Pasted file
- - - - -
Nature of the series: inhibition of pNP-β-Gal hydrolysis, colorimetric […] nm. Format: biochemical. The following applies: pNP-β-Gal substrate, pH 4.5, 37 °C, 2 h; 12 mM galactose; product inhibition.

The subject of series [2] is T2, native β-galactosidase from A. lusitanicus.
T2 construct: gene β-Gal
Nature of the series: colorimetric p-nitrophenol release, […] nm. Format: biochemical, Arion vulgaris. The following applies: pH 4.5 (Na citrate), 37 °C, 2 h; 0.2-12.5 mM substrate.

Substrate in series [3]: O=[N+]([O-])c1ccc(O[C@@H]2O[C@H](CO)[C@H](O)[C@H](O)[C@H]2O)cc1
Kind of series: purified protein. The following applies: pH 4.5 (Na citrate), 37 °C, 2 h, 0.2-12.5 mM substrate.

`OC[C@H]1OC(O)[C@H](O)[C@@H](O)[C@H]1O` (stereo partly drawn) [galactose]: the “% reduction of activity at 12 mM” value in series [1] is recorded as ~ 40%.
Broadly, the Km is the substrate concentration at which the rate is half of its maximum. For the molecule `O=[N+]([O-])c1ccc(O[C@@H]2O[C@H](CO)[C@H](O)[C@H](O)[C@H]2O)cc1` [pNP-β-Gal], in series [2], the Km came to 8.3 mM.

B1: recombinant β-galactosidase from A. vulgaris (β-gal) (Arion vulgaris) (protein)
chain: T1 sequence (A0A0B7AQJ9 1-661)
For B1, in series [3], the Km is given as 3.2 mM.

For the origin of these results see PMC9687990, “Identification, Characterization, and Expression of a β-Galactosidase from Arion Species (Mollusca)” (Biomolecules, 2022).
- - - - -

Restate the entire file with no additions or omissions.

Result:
Nature of the series: inhibition of pNP-β-Gal hydrolysis, colorimetric […] nm. Format: biochemical. The following applies: pNP-β-Gal substrate, pH 4.5, 37 °C, 2 h; 12 mM galactose; product inhibition.

The subject of series [2] is T2, native β-galactosidase from A. lusitanicus.
T2 construct: gene β-Gal
Nature of the series: colorimetric p-nitrophenol release, […] nm. Format: biochemical, Arion vulgaris. The following applies: pH 4.5 (Na citrate), 37 °C, 2 h; 0.2-12.5 mM substrate.

Substrate in series [3]: O=[N+]([O-])c1ccc(O[C@@H]2O[C@H](CO)[C@H](O)[C@H](O)[C@H]2O)cc1
Kind of series: purified protein. The following applies: pH 4.5 (Na citrate), 37 °C, 2 h, 0.2-12.5 mM substrate.

`OC[C@H]1OC(O)[C@H](O)[C@@H](O)[C@H]1O` (stereo partly drawn) [galactose]: the “% reduction of activity at 12 mM” value in series [1] is recorded as ~ 40%.
Broadly, the Km is the substrate concentration at which the rate is half of its maximum. For the molecule `O=[N+]([O-])c1ccc(O[C@@H]2O[C@H](CO)[C@H](O)[C@H](O)[C@H]2O)cc1` [pNP-β-Gal], in series [2], the Km came to 8.3 mM.

B1: recombinant β-galactosidase from A. vulgaris (β-gal) (Arion vulgaris) (protein)
chain: T1 sequence (A0A0B7AQJ9 1-661)
For B1, in series [3], the Km is given as 3.2 mM.

For the origin of these results see PMC9687990, “Identification, Characterization, and Expression of a β-Galactosidase from Arion Species (Mollusca)” (Biomolecules, 2022).